Exercising with a Personal Trainer if you have Heart Disease
Physical inactivity is one of the risk factors for heart disease that you have control over. We don’t have control over our family history, age or sex, but we are in charge of our activity levels and improving them can have a significant positive impact on your health. Exercising with a personal trainer is the very best thing someone with heart disease can do for themselves. Not only will personal training help with your cardiovascular conditioning along with many other physical, social and emotional benefits, but it will also help with the lifestyle factors that are common in many people who have heart disease. You may be eligible for a cardiac rehabilitation program. If not, your next best option is to enlist the professional services of a personal trainer. Exercise also reduces your risk of not only doing further damage to your heart but it also reduces risk for stroke and metabolic diseases such as diabetes. As someone with a heart condition, adding exercise to your routine may also help you with other lifestyle factors related to heart disease such as being overweight, smoking, high blood pressure and having high LDL cholesterol and triglycerides.
Benefits of Personal Training for People with Heart Disease
One of the many benefits of exercise to those with heart trouble is that exercise is the only thing (besides some medications) that can raise HDL (high density lipoprotein). HDL is the protective cholesterol that can be improved with conditioning. HDL is protective against cardiovascular disease and can cancel out another risk factor when its reading is above 65 mg/dl. For example, if you have a family history of heart disease, but your HDL is above 65, those two factors would cancel each other out.
To gain the most benefit with the least amount of risk you should consult your physician and have them work closely with your personal trainer to ensure the best possible results. If you experience any unusual symptoms during exercise, notify your personal trainer and consult your doctor immediately.
Some unusual signs and symptoms are:
- If you have any pain or pressure in your neck, shoulder, back or chest
- If you have developed any chest pain in the last few weeks (or since exercising)
- Your lose consciousness or get dizzy
- You experience extreme breathlessness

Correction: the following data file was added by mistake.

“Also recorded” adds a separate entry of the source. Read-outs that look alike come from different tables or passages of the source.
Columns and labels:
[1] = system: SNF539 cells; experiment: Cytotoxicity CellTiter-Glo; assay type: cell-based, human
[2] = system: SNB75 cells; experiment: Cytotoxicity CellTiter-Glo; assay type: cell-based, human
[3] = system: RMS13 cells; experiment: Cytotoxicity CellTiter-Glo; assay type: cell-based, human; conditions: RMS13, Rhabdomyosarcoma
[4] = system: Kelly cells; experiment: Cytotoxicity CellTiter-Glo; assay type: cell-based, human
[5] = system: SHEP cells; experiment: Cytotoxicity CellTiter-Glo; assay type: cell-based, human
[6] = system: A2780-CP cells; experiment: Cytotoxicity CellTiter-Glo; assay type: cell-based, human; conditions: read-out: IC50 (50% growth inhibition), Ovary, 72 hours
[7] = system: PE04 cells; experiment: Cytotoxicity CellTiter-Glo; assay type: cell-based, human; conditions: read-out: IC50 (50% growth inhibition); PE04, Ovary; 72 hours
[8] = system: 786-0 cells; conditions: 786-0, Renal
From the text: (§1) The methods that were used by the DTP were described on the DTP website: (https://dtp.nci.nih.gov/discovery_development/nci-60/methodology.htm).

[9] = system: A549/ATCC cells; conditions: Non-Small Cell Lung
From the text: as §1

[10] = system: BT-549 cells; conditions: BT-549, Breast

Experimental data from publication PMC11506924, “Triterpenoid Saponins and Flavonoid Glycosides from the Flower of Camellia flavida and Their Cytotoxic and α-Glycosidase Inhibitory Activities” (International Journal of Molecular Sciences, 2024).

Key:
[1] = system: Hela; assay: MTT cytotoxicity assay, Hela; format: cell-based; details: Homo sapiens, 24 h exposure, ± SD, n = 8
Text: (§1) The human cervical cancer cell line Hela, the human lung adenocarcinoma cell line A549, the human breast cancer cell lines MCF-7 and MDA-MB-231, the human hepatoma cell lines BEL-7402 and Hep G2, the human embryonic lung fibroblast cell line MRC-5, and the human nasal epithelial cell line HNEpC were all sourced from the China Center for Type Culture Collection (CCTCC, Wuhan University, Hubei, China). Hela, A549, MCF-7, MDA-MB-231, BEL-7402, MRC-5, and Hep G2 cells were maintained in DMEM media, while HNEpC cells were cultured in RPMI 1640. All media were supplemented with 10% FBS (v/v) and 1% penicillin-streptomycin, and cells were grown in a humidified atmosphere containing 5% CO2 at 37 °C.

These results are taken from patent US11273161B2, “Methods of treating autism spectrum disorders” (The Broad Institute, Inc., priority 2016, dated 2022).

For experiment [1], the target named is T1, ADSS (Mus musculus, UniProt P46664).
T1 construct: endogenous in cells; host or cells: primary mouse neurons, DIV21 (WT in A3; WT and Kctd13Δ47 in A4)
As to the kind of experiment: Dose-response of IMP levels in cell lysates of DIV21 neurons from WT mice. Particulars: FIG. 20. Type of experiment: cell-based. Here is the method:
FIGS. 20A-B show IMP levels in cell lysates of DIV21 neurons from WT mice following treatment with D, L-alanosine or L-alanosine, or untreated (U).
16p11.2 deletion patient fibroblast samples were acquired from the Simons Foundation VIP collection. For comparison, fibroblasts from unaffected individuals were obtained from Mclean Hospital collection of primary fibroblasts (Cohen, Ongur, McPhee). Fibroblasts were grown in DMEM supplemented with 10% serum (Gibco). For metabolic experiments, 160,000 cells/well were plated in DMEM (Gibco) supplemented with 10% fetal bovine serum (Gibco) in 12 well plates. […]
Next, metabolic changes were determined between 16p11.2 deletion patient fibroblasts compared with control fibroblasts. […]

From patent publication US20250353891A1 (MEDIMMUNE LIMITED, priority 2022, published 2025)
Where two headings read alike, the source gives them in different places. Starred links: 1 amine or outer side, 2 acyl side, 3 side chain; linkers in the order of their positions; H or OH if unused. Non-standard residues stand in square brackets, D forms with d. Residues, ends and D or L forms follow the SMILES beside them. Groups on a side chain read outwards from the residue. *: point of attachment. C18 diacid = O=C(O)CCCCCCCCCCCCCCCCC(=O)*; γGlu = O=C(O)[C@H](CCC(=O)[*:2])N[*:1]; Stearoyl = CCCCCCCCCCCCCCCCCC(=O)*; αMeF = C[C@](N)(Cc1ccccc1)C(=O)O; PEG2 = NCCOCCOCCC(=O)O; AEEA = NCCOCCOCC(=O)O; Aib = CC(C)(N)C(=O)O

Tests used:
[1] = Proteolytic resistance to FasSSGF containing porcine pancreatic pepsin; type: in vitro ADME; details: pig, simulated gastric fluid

- You feel any joint or other pain that is worsened by physical activity
- Your heart rate not returning to normal after exercise ceases
- A sudden drop in blood pressure
Heart Disease Guidelines and Precautions
- Many of the cardiac medications affect your response to exercising so check with your physician and pharmacist. For example, a beta blocker will lower you heart rate and blood pressure both at rest and during exercise.
- Initially avoid heavy lifting and isometric exercises as that may cause you to strain, hold your breath and ultimately raise your blood pressure. Focus on breathing naturally with each exercise movement.
- Allow for your heart rate to recover in between exercises so that you are able to give your best effort during the exercise.
- Exercise under comfortable temperatures and avoid excessive heat, cold or humidity. If anything in the environment is causing difficult breathing or chest pain stop exercise immediately. Avoid excessively hot showers or saunas, spa’s or steam rooms after a workout.
- Drink water before, during and after your exercise session.
When someone with heart disease begins an exercise program they can gradually progress from low levels of ability to significantly higher levels of performance. In time they may be able to lower their dosages of medication, experience higher levels of energy as well as see significant improvements to their cardiac function.
Since people with cardiac conditions should be working at above 50% of their maximum heart rate, it’s important for them to be supervised by a personal trainer who can monitor their heart’s reaction to activity. A personal trainer can also monitor blood pressure before, during and after the exercise session to ensure you are having normal reactions to physical activity.
Activities such as walking and strength training can be done at moderate intensity to see improvements to the cardiovascular system. People who modify their behavior and start regular physical activity after a heart attack have better rates of survival and better quality of life.